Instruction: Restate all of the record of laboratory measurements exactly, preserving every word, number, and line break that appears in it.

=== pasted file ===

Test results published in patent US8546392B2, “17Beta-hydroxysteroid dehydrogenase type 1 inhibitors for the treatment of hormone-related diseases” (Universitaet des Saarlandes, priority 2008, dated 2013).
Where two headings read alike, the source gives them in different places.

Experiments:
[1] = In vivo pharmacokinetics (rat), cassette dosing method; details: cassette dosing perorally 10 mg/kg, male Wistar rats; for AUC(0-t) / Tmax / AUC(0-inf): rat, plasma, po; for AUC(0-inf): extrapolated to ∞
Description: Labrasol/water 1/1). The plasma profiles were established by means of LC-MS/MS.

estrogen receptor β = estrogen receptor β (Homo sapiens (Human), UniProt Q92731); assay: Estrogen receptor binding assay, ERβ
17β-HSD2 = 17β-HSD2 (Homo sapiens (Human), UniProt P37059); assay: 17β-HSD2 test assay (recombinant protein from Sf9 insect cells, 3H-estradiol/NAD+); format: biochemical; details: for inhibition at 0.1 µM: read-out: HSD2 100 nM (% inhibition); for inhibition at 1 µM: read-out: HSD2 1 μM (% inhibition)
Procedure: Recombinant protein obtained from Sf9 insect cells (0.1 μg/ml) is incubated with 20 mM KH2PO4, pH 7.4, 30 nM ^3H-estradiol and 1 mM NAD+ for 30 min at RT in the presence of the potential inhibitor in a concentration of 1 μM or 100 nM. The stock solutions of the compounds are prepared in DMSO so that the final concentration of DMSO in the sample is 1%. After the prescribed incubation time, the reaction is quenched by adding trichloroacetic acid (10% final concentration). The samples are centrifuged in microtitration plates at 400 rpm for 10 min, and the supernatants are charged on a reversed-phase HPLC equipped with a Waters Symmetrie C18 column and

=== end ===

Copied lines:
Test results published in patent US8546392B2, “17Beta-hydroxysteroid dehydrogenase type 1 inhibitors for the treatment of hormone-related diseases” (Universitaet des Saarlandes, priority 2008, dated 2013).
Where two headings read alike, the source gives them in different places.

Experiments:
[1] = In vivo pharmacokinetics (rat), cassette dosing method; details: cassette dosing perorally 10 mg/kg, male Wistar rats; for AUC(0-t) / Tmax / AUC(0-inf): rat, plasma, po; for AUC(0-inf): extrapolated to ∞
Description: Labrasol/water 1/1). The plasma profiles were established by means of LC-MS/MS.

estrogen receptor β = estrogen receptor β (Homo sapiens (Human), UniProt Q92731); assay: Estrogen receptor binding assay, ERβ
17β-HSD2 = 17β-HSD2 (Homo sapiens (Human), UniProt P37059); assay: 17β-HSD2 test assay (recombinant protein from Sf9 insect cells, 3H-estradiol/NAD+); format: biochemical; details: for inhibition at 0.1 µM: read-out: HSD2 100 nM (% inhibition); for inhibition at 1 µM: read-out: HSD2 1 μM (% inhibition)
Procedure: Recombinant protein obtained from Sf9 insect cells (0.1 μg/ml) is incubated with 20 mM KH2PO4, pH 7.4, 30 nM ^3H-estradiol and 1 mM NAD+ for 30 min at RT in the presence of the potential inhibitor in a concentration of 1 μM or 100 nM. The stock solutions of the compounds are prepared in DMSO so that the final concentration of DMSO in the sample is 1%. After the prescribed incubation time, the reaction is quenched by adding trichloroacetic acid (10% final concentration). The samples are centrifuged in microtitration plates at 400 rpm for 10 min, and the supernatants are charged on a reversed-phase HPLC equipped with a Waters Symmetrie C18 column and